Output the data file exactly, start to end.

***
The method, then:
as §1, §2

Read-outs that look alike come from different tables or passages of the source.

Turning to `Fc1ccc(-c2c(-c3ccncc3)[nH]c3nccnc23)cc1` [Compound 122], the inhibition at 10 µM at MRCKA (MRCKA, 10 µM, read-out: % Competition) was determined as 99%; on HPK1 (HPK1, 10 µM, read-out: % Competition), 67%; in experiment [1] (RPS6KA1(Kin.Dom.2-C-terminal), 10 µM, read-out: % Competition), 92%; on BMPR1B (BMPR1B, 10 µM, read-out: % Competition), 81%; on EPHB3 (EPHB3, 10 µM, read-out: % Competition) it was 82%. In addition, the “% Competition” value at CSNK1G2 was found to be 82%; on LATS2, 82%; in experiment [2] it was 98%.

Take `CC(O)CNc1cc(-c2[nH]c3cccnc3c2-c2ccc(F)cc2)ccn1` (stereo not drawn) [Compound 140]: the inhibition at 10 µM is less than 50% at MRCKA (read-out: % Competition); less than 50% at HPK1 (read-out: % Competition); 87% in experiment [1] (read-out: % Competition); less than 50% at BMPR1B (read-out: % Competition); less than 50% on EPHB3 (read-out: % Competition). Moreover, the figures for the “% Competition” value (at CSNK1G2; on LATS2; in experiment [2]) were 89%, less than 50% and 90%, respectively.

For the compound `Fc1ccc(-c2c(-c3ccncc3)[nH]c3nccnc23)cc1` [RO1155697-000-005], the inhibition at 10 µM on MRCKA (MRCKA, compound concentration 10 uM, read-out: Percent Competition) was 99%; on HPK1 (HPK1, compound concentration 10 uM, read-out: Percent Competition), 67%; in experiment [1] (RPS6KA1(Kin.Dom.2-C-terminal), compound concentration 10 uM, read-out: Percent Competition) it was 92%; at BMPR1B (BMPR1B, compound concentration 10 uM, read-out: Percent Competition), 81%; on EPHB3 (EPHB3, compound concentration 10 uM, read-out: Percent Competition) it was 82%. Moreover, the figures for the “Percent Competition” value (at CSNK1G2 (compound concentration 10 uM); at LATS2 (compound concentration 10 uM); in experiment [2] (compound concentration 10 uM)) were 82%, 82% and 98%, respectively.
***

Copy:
The method, then:
as §1, §2

Read-outs that look alike come from different tables or passages of the source.

Turning to `Fc1ccc(-c2c(-c3ccncc3)[nH]c3nccnc23)cc1` [Compound 122], the inhibition at 10 µM at MRCKA (MRCKA, 10 µM, read-out: % Competition) was determined as 99%; on HPK1 (HPK1, 10 µM, read-out: % Competition), 67%; in experiment [1] (RPS6KA1(Kin.Dom.2-C-terminal), 10 µM, read-out: % Competition), 92%; on BMPR1B (BMPR1B, 10 µM, read-out: % Competition), 81%; on EPHB3 (EPHB3, 10 µM, read-out: % Competition) it was 82%. In addition, the “% Competition” value at CSNK1G2 was found to be 82%; on LATS2, 82%; in experiment [2] it was 98%.

Take `CC(O)CNc1cc(-c2[nH]c3cccnc3c2-c2ccc(F)cc2)ccn1` (stereo not drawn) [Compound 140]: the inhibition at 10 µM is less than 50% at MRCKA (read-out: % Competition); less than 50% at HPK1 (read-out: % Competition); 87% in experiment [1] (read-out: % Competition); less than 50% at BMPR1B (read-out: % Competition); less than 50% on EPHB3 (read-out: % Competition). Moreover, the figures for the “% Competition” value (at CSNK1G2; on LATS2; in experiment [2]) were 89%, less than 50% and 90%, respectively.

For the compound `Fc1ccc(-c2c(-c3ccncc3)[nH]c3nccnc23)cc1` [RO1155697-000-005], the inhibition at 10 µM on MRCKA (MRCKA, compound concentration 10 uM, read-out: Percent Competition) was 99%; on HPK1 (HPK1, compound concentration 10 uM, read-out: Percent Competition), 67%; in experiment [1] (RPS6KA1(Kin.Dom.2-C-terminal), compound concentration 10 uM, read-out: Percent Competition) it was 92%; at BMPR1B (BMPR1B, compound concentration 10 uM, read-out: Percent Competition), 81%; on EPHB3 (EPHB3, compound concentration 10 uM, read-out: Percent Competition) it was 82%. Moreover, the figures for the “Percent Competition” value (at CSNK1G2 (compound concentration 10 uM); at LATS2 (compound concentration 10 uM); in experiment [2] (compound concentration 10 uM)) were 82%, 82% and 98%, respectively.